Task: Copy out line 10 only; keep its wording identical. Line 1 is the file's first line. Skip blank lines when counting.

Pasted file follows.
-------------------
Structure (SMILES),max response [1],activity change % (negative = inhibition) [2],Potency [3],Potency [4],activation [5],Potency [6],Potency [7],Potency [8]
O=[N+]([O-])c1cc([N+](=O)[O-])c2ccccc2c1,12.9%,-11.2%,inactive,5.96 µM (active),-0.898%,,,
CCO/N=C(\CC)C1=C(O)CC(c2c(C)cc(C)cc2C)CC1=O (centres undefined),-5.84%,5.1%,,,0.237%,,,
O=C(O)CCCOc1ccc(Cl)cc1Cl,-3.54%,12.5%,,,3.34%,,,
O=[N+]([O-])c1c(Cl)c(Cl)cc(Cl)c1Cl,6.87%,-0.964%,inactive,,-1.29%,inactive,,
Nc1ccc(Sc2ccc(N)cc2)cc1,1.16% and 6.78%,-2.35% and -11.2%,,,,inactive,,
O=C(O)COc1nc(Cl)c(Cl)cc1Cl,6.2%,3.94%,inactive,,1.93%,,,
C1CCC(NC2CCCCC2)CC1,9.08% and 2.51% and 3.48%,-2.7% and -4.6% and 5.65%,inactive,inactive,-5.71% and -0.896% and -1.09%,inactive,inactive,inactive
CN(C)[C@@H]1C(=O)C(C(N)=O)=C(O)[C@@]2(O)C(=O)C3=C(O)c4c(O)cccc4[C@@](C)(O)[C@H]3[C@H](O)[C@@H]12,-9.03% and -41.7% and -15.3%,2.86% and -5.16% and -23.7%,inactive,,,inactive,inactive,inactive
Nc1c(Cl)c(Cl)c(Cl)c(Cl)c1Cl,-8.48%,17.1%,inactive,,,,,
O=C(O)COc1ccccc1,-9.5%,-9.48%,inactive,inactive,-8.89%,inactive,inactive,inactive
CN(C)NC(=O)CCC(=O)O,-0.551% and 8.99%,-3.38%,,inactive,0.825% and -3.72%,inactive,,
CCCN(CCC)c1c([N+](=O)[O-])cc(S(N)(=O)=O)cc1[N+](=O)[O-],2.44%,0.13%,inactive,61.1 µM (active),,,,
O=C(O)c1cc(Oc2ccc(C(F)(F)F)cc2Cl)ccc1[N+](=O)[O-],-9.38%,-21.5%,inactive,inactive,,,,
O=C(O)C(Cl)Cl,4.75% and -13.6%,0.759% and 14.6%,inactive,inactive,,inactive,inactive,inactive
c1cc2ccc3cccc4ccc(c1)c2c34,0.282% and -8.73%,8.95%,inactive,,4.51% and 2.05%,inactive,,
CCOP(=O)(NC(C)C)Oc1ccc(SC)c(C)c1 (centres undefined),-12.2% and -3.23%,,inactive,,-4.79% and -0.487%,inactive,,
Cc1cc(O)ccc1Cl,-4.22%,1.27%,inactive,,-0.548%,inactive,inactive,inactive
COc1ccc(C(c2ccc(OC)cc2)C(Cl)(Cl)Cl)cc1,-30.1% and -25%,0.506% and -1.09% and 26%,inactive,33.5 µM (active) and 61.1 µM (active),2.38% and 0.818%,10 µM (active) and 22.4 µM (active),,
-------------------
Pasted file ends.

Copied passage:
Nc1c(Cl)c(Cl)c(Cl)c(Cl)c1Cl,-8.48%,17.1%,inactive,,,,,